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It sounds like with the few frames I expect to ever build, this might be an acceptable option. I probably could not justify a fixture like Henry James use to sell, or perhaps the Bringheli mentioned above. A plate style fixture would be great, and I would try to build one if I had a machining equipment and skills. I have some square tubing laying around and could save a bit there, and just buy the hardware. I appreciate everyones input.

G. Gearloose
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Old 01-26-21, 11:01 AM
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My suggestion is to be very patient when removing a tacked frame and you should be fine.

I also suggest trying to verify that it defines a plane, that seems like it could be an issue
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Old 01-26-21, 12:07 PM
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Originally Posted by unterhausen View Post
My suggestion is to be very patient when removing a tacked frame and you should be fine.

I also suggest trying to verify that it defines a plane, that seems like it could be an issue
It also might be a problem that the top of the HT is free to float around. But overall it looks like a good design. And it can always be modified a bit if necessary.

I think there are two ways to make a jig. Properly square and high precision so it just plain works, or sketchy and baroque but with everything adjustable so that you can check things with a laser and tweak them. This looks like it might be a bit between the two designs.
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Old 01-26-21, 12:40 PM
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I will plan on some extra tacking this frame before I take it out of the jig. I will report back in a couple months.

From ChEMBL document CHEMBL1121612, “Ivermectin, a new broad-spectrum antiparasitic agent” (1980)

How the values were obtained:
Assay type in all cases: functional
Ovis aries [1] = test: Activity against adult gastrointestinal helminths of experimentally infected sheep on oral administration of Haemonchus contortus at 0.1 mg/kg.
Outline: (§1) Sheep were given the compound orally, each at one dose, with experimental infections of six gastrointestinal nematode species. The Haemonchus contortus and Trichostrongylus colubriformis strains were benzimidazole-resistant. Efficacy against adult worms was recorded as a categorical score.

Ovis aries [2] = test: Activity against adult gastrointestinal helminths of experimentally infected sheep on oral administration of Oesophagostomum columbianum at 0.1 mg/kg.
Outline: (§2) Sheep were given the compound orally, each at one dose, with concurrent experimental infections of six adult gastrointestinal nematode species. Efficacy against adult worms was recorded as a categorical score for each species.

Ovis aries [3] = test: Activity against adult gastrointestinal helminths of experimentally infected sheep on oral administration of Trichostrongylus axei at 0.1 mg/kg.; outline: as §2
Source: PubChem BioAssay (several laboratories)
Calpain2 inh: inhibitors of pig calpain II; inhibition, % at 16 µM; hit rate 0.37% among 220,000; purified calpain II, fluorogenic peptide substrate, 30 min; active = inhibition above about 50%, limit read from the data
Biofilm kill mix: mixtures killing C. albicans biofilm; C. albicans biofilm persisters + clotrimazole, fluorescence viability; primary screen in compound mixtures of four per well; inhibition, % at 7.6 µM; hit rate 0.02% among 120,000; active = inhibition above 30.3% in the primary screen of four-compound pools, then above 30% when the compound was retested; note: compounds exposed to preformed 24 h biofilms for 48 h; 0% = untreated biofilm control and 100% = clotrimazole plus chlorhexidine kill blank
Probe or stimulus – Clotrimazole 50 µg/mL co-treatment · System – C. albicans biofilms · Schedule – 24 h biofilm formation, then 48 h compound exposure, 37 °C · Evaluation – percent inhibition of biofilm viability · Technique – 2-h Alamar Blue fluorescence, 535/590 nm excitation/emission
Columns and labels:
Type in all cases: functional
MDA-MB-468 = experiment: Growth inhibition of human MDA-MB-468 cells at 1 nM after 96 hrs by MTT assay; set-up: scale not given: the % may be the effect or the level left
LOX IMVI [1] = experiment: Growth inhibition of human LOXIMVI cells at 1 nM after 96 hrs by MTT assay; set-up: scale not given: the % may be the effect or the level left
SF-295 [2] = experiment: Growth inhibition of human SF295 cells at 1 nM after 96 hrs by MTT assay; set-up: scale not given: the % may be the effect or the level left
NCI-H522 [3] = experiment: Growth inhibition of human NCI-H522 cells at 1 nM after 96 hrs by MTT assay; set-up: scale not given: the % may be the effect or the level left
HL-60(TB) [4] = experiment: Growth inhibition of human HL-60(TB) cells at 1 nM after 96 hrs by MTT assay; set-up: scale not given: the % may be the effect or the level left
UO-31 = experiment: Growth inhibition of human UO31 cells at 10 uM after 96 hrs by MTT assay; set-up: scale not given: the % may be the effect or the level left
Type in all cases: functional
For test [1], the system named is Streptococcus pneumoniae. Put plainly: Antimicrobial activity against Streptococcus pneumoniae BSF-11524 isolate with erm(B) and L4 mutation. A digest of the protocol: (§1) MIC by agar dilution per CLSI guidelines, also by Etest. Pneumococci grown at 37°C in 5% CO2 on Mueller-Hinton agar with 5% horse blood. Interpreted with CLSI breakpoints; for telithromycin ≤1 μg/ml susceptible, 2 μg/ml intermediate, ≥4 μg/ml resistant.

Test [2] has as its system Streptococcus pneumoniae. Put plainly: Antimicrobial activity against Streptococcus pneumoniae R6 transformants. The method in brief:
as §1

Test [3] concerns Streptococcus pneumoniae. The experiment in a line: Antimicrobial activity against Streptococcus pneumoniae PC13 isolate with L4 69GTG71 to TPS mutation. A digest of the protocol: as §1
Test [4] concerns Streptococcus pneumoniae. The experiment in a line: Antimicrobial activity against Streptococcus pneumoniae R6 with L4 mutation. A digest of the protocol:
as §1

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Old 01-26-21, 12:41 PM
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Very few fixtures hold the top tube nowadays. I keep thinking about adding something to mine to make sure it doesn't fall, but the miters hold it fairly well most of the time.

Although I have yet to build a filleted frame in my fixture. Last one I built was a long time ago and I didn't use a fixture at all, so it's doable.
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Old 01-26-21, 01:06 PM
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Originally Posted by unterhausen View Post
Very few fixtures hold the top tube nowadays. I keep thinking about adding something to mine to make sure it doesn't fall, but the miters hold it fairly well most of the time.

Although I have yet to build a filleted frame in my fixture. Last one I built was a long time ago and I didn't use a fixture at all, so it's doable.
I have a couple of big spring clips like this:

https://uk.farnell.com/duratool/d023...0mm/dp/2444536

And I just clip one on underneath the TT. I usually only need one at the HT end. Small magnets (which can be retrieved from old hard disks) hold things well but mess with the TIG arc. But might be good if you're tacking with brass and gas.
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Old 01-26-21, 01:10 PM
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Originally Posted by Gyro_T View Post
I will plan on some extra tacking this frame before I take it out of the jig. I will report back in a couple months.
I go with two tacks at the DT to HT, two at TT to HT and two at TT to ST. The BB shell is already fully welded to the ST at this point for me and the CS are also already fully attached. I don't need the jig to do the SS. Just sort of balance them there and sometimes use a bit of masking tape.

Then I take it out very carefully and add a couple more tacks to each junction on the welding table before going any further.
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Old 01-27-21, 05:22 AM
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I also use spring clamps and/or magnets to hold the top tube in place. Magnets work fine for TIG(except for causing some arc wander), but the heat from a torch will de-magnetize them.